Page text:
A discovery that could transform drug production and a fresh strategy for feeding a hungry world have claimed top honors from the Wisconsin Alumni Research Foundation. One of the winning teams is led by Aurelie Rakotondrafara, the other by Richard Vierstra.
This year’s prizewinners included a special genetic sequence that could enable researchers to produce multiple proteins from a single strand of mRNA. The sequence, a type of internal ribosome entry site (IRES), was discovered in a wheat virus by UW–Madison plant pathologist Aurelie Rakotondrafara and collaborator Jincan Zhang.
“The new IRES is the first of its kind that can be exploited in plant systems, with far reaching implications,” says Rakotondrafara. “The power to express multiple genes at once could lead to better biofuel crops and new drugs.”
The researchers found the special sequence in the Triticum mosaic virus, which can express its protein at a higher efficiency from its single mRNA strand. Their discovery could change how biopharmaceuticals are made, like the antibody cocktail produced in tobacco plants currently being used to treat Ebola victims.
A team led by genetics professor Richard Vierstra also received accolades for its work on light-sensing plant proteins called phytochromes. These photoreceptors play a key role in how plants respond to shade, triggering developments such as lanky stalks and immature fruit.
But phytochrome mutations created by Vierstra, Ernest Burgie, Adam Bussell and Joseph Walker may alter how plants react to their environment. That could mean smaller crops capable of flourishing in dense, low-light conditions, or making plants flower and produce fruits and seeds at times of the year when the weather might be better.
“To feed a surging world population we’ll have to rethink how we grow food,” says Vierstra. “This research could be a major boon to agricultural productivity.”
An independent panel of judges selected the winners from a field of six finalists. These finalists were drawn from among more than 400 invention disclosures submitted to WARF over the past 12 months. The winning inventions each receive an award of $5,000, with the funds going to the UW–Madison inventors named on the breakthroughs.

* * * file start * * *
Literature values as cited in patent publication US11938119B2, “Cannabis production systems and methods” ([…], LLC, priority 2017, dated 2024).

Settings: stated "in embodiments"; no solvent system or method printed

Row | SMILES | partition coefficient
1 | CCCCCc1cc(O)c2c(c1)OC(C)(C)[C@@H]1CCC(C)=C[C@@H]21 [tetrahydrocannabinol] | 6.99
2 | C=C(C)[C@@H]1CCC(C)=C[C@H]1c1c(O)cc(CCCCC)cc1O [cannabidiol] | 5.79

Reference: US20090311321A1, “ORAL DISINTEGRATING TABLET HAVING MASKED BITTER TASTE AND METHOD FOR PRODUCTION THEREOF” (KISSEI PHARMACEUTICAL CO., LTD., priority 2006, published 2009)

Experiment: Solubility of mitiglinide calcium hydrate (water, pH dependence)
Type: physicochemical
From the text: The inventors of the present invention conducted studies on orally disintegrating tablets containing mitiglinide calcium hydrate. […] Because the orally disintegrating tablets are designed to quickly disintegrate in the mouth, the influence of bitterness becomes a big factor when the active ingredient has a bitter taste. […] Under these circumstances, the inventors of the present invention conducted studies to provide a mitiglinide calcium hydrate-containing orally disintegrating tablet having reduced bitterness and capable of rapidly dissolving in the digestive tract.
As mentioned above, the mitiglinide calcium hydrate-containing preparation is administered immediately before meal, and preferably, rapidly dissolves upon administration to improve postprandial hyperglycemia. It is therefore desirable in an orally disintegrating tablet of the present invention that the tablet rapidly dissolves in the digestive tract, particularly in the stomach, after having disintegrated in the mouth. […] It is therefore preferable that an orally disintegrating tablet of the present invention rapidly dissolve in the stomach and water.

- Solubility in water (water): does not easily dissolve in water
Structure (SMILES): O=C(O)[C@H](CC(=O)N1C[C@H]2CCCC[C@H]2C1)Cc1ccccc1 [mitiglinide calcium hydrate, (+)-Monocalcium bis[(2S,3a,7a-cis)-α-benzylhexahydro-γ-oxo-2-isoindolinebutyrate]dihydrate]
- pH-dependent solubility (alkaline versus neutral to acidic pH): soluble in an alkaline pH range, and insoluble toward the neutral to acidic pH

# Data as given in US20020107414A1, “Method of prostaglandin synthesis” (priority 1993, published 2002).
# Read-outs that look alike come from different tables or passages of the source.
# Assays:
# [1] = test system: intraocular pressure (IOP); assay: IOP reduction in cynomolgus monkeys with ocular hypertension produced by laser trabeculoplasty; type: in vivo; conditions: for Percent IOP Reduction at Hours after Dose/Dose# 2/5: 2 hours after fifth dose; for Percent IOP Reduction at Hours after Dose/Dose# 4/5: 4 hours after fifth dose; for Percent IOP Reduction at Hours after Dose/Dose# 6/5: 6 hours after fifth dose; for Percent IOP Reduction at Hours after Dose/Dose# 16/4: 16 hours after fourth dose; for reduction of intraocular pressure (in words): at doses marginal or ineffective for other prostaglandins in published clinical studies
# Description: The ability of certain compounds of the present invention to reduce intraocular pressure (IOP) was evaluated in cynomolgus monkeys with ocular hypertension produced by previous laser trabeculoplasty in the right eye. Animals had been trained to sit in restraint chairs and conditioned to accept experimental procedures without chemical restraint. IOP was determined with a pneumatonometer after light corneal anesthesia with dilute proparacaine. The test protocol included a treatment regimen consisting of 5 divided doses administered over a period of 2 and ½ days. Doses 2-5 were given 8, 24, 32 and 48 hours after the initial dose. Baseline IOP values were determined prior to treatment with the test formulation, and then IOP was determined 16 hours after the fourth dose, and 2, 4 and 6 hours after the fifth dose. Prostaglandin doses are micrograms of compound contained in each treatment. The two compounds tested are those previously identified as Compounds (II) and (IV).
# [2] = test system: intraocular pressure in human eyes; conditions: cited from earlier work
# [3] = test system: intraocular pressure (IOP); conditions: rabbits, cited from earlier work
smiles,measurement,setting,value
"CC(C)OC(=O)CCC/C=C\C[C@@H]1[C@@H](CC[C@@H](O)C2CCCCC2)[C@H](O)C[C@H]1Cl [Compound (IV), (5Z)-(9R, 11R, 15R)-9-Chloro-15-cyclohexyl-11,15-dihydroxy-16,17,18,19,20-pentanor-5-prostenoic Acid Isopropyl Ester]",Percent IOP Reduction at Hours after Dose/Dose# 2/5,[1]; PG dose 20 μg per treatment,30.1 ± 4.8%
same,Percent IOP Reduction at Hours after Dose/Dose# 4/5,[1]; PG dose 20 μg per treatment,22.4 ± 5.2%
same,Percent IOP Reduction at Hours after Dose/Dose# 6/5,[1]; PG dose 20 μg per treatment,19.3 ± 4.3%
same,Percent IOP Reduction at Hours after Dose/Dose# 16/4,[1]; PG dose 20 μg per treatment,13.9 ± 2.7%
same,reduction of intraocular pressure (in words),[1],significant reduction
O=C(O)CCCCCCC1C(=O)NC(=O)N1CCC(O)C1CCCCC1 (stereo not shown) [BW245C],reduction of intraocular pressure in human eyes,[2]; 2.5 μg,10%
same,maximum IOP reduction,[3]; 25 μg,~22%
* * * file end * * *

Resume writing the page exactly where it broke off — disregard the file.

The other finalists included:
- Nader Behdad, Susan Hagness and Hung Luyen for minimally invasive antennas to treat tumors;
- Nam Sung Kim and Hao Wang for a hybrid memory system that boosts bandwidth;
- Kyoung-Shin Choi and Tae Woo Kim for new water-splitting cells to produce hydrogen; and
- Ronald Raines and Ismet Tanrikulu for collagen mimics that could help heal wounds.
WARF leaders also announced the winners of the third annual Discovery Challenge Awards, granted to teams of graduate students and postdoctoral researchers to carry out exceptional collaborative work.
This year’s winners included: Bingming Chen (pharmacy), Ross W. Cheloha (chemistry) and Niyanta Kumar (pharmacy); and Ashok Sundramoorthy (biological systems engineering) and Gerald Brady (materials science engineering). Both groups will receive $7,500 to advance their research through these newly formed interdisciplinary collaborations.
The WARF Discovery Challenge winners were selected from among more than two dozen graduate students and postdoctoral researchers who participated in a research symposium and research award competition to develop cutting-edge, interdisciplinary ideas. The WARF Discovery Challenge is a program pioneered by the WARF student ambassadors with the goal of encouraging graduate students and postdoctoral researchers from across the entire campus to learn from each other and expand their research vision.